Diamondback moth management
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Diamondback moth management proceedings of the first international workshop, Tainan, Taiwan, 11-15 March 1985. by

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Published by Asian Vegetable Research and Development Center in Shanhua, Taiwan .
Written in English


  • Diamondback moth -- Control -- Congresses.,
  • Agricultural pests -- Control -- Congresses.

Book details:

Edition Notes

Includes bibliographies and indexes.

SeriesAVRDC publication -- no. 86-248.
ContributionsAsian Vegetable Research and Development Center.
The Physical Object
Paginationxi, 471 p. :
Number of Pages471
ID Numbers
Open LibraryOL14276070M
ISBN 1092905800218

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Cole crops are important group of winter vegetables consumed all over the world. Among several cole crops, Cabbage (Brassica oleracea L. var. capitata) is important dback moth, Plutella xylostella is one of the most destructive pests of cruciferous vegetables in the world and has been reported from at least : Siddartha Danagowdar. The diamondback moth (DBM), Plutella xylostella (L.), costs the Chinese economy US$ billion annually, and considerable research has focused on its biology, ecology, and management. Insect Science () 19, –, DOI /jx ORIGINAL ARTICLE Management of diamondback moth, Plutella xylostella (Lepidoptera: Plutellidae) by mating disruption Qing-Jun Wu1, Shu-Fa Zhang2, Jin-Liang Yao 3, Bao-Yun Xu1, Shao-Li Wang 1and You-Jun Zhang 1Department of Plant Protection, Institute of Vegetables and Flowers, Chinese Academy of Cited by: 7. The management of diamondback moth and other crucifer pests Proceedings of the 4th International Workshop, Nov. , Melbourne, Australia Trap crops for diamondback moth and other crucifer pests in Guam R. Muniappan, Junard Cruz and Jesse Bamba Arabidopsis thaliana as a model host plant for Plutella xylostella Jenny Barker1,2, Guy Poppy.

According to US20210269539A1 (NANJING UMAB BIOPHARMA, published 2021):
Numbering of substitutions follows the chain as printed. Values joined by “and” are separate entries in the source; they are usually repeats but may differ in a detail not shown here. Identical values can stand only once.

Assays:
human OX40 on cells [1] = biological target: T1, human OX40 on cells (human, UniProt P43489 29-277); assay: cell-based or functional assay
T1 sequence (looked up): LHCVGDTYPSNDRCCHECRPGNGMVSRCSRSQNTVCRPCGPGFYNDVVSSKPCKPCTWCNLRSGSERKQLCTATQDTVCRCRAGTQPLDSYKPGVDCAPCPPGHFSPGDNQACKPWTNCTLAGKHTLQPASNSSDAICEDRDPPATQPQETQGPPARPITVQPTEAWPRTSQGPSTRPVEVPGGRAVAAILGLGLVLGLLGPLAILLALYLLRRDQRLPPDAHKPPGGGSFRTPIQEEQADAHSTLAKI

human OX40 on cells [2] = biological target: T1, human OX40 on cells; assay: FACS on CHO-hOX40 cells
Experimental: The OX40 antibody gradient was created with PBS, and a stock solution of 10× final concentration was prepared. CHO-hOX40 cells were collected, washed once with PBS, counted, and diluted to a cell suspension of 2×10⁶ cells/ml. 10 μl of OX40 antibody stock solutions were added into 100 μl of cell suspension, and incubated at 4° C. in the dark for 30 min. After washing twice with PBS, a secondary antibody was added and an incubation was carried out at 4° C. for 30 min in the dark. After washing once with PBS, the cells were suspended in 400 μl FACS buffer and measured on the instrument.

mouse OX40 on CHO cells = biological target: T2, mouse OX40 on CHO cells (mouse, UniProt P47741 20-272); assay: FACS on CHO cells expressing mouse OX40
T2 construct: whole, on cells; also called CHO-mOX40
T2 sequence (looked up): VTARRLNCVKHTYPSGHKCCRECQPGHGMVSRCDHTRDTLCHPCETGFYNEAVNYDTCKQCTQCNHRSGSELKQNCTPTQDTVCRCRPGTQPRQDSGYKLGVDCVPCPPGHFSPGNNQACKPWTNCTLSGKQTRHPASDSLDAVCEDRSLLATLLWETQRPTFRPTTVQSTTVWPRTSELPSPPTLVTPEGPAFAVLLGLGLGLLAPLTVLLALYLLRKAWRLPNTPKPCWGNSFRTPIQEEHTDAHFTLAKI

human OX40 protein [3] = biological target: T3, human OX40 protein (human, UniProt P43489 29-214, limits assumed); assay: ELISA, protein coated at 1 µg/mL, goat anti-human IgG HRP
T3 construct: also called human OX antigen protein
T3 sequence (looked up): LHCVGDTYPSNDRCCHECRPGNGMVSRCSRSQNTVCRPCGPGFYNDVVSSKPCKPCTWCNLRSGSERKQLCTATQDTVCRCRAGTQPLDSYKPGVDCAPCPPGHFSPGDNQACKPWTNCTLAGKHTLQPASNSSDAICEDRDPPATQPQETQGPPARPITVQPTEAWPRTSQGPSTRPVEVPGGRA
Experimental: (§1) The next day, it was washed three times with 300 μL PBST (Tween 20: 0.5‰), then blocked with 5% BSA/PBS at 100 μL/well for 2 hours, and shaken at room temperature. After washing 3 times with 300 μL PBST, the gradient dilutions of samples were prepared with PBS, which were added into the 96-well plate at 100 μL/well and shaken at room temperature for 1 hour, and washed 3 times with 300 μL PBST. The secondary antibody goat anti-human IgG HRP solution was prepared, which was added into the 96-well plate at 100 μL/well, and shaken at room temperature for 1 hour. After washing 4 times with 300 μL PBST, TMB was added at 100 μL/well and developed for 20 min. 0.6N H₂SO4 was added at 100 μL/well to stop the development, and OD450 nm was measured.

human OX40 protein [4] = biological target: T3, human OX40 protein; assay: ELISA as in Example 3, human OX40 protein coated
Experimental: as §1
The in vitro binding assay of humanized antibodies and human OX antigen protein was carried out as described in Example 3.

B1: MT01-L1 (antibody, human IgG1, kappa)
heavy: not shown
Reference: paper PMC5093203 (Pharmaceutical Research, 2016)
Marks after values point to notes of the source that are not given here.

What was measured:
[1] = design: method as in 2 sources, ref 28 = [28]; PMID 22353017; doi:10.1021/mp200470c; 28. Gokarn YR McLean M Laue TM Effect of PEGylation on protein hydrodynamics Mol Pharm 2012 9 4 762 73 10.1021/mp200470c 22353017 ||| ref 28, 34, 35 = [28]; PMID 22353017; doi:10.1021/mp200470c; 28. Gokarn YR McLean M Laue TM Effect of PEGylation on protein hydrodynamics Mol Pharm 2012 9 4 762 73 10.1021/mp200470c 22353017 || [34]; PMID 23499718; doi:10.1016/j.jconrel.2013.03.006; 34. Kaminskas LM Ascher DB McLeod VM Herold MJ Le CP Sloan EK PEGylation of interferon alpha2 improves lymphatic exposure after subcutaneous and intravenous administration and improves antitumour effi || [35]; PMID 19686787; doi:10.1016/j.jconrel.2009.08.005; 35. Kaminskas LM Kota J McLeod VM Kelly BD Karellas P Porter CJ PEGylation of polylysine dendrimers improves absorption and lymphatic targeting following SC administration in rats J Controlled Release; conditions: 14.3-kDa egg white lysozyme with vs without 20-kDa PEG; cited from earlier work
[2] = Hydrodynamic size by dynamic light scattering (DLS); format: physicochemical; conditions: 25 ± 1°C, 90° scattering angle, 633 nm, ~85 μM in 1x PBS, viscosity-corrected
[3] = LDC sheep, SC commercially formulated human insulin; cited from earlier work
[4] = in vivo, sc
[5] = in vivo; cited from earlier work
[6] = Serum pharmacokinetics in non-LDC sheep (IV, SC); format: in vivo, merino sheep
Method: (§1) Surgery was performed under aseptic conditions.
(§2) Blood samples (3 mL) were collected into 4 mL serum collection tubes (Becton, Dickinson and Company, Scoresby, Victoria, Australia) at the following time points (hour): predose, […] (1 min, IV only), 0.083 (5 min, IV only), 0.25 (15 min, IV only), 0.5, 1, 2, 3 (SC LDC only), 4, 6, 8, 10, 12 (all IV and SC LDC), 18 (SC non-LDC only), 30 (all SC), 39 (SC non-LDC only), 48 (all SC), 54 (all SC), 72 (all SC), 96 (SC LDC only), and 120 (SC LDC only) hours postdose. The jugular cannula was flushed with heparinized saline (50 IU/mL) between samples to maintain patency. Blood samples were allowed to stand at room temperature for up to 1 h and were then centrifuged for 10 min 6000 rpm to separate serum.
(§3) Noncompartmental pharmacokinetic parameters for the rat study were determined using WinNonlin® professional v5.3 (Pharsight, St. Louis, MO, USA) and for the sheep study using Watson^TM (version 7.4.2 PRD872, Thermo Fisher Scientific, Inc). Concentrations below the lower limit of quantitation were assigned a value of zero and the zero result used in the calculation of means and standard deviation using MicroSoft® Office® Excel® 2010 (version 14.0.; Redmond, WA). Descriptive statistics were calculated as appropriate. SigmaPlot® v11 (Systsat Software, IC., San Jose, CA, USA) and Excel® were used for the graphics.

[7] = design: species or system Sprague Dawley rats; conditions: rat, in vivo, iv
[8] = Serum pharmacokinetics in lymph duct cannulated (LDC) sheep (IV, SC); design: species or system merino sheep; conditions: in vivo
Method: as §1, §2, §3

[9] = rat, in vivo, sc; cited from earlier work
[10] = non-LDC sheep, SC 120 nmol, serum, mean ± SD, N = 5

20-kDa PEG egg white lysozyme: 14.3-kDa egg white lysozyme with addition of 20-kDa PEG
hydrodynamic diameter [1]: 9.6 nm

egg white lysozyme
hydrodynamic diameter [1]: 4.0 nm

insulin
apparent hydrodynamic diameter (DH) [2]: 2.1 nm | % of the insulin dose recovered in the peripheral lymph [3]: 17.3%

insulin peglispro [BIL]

The diamondback moth, Plutella xylostella (Linnaeus) (Lepidoptera: Plutellidae), is a cosmopolitan insect pest of Brassica crops. In South Africa, there are no action thresholds for its chemical control which makes it difficult for growers to make informed decisions on. Diamondback Moth 'Life Cycle' Information Sheet Identification Scientific Name: Plutella xylostella Linnaeus The adult moth is a small greyish insect with a wingspan of about 7mm. At rest the wings are folded close to the sides; the terminal edges, which almost touch, have a slightly upturned appearance. A narrow creamy-yellow stripe along the File Size: KB. Diamondback moth (DBM), Plutella xylostella L. (Lepidoptera: Plutellidae) is a serious cabbage pest in ive insecticide use has led to resistance to all commonly used insecticides, including the recently introduced anthranilic diamide, rynaxypyr. MANAGEMENT. Natural enemies and insecticides applied to control other pests keep the diamondback moth under satisfactory control in most fields in California, but keep records of diamondback moth as you monitor for other caterpillars. Biological Control Natural enemies often effectively control diamondback moth in California.

In the UK, severe infestations by Plutella xylostella occur sporadically and are due mainly to the immigration of moths. The aim of this study was to develop a more detailed understanding of the phenology of P. xylostella in the UK and investigate methods of monitoring moth activity, with the aim of providing warnings to growers. Plutella xylostella was monitored using pheromone traps, by Author: Charlotte Wainwright, Sascha Jenkins, Daniel Wilson, Marian S Elliott, Andrew Jukes, Rosemary Collie. Diamondback moth, Plutella xylostella (L.), is a serious and important pest of crucifers in many parts of the world, particularly in the tropics.   The Sixth International Workshop on Management of the Diamondback Moth and Other Crucifer Insect Pests R. Srinivasan, Anthony M. Shelton, Hilda L. Collins AVRDC-WorldVegetableCenter, Apr 1, - pages. management, the diamondback moth was selected for the case study based on the following considerations: • it was the most important pest of cabbages in the region • pest management efforts went through distinct phases • effective management exists • .